Variation in the allometry of exaggerated rhinoceros beetle horns

Erin Mccullough, K.J. Ledger, D.M. O'Brien, D.J. Emlen

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    56 Citations (Scopus)


    © 2015 The Association for the Study of Animal Behaviour. Exaggerated horns are a characteristic feature of many male rhinoceros beetles. We surveyed and compared the scaling relationships of these sexually selected weapons for 31 Dynastinae species with different degrees of horn exaggeration. We found that nearly all rhinoceros beetle species were male dimorphic, that the allometric slope of major males was consistently shallower than the slope of minor males, and that the decrease in slope was greatest among species with the most exaggerated horns. These patterns are consistent with the curved allometries of stag beetle mandibles and giraffe weevil rostra, and suggest that the depletion of developmental resources is a general phenomenon limiting the continued exaggeration of insect weapons. The dimorphisms in horn morphology are expected to correspond to behavioural differences between major and minor males, but little is still known about the mating tactics of most rhinoceros beetle species. Future studies on the relative benefits and performance of horns during male-male combat are needed to fully understand the diversity of horn allometries and the evolution of exaggerated structures.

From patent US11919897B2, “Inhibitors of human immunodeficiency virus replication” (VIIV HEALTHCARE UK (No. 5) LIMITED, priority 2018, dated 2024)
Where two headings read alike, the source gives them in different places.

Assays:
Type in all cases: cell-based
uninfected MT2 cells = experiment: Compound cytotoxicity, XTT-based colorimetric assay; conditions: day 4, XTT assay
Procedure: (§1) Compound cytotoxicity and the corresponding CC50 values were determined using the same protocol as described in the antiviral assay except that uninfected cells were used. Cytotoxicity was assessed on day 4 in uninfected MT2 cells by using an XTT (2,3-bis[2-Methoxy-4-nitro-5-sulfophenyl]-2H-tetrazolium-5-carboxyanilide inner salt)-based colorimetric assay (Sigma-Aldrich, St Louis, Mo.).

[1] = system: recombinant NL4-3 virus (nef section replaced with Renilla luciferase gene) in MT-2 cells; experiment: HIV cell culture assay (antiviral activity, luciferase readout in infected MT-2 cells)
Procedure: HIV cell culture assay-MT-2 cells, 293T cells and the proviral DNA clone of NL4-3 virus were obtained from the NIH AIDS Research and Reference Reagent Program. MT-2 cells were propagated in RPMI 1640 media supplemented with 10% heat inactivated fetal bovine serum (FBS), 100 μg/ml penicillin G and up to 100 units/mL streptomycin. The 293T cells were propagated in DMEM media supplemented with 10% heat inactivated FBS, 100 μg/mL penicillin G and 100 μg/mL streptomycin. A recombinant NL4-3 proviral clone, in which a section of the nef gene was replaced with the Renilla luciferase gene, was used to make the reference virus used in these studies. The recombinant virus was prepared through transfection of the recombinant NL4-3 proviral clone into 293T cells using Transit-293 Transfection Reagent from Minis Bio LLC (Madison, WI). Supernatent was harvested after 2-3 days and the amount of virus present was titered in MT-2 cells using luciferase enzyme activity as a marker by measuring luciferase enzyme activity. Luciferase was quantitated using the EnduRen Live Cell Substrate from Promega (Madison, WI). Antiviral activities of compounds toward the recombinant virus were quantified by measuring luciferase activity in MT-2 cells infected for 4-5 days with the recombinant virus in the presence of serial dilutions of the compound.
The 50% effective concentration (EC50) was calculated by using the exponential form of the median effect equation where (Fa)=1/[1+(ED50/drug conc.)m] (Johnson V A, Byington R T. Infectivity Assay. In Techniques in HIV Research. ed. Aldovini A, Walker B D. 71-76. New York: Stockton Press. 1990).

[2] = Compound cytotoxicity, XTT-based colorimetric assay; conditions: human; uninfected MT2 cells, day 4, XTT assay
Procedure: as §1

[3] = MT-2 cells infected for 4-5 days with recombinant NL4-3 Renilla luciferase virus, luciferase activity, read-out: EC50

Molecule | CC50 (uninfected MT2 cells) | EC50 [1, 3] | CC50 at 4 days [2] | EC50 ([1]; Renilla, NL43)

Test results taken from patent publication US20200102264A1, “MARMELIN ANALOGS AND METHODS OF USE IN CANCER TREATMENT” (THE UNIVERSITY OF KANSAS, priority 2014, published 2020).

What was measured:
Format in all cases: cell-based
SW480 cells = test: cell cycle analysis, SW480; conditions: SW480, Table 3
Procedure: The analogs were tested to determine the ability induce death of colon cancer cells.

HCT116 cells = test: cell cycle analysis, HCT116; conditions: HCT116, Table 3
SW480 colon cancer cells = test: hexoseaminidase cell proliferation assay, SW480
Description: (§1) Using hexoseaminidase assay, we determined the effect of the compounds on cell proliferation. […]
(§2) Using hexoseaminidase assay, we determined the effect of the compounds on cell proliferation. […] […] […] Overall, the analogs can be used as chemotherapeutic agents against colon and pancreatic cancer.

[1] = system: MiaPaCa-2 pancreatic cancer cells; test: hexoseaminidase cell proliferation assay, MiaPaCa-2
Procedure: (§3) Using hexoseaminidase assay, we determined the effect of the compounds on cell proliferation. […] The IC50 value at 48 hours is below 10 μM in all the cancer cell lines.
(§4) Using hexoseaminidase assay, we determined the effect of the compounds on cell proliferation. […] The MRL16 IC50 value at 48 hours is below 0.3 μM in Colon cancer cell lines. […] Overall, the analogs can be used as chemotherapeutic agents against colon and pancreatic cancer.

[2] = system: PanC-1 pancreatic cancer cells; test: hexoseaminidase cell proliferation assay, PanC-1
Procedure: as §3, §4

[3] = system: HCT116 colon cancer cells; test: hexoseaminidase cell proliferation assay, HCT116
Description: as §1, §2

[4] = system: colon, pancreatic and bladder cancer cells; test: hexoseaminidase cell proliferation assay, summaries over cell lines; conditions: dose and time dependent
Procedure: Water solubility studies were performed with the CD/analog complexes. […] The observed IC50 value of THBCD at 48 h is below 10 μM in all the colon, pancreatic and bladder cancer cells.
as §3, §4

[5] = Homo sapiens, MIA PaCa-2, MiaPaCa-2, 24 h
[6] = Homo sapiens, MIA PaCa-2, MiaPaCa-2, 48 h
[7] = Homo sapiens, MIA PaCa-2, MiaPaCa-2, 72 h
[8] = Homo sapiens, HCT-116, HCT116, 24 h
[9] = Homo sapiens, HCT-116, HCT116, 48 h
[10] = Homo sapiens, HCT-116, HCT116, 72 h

Original languageEnglish
    Pages (from-to)133-140
    JournalAnimal Behaviour
    Publication statusPublished - 2015


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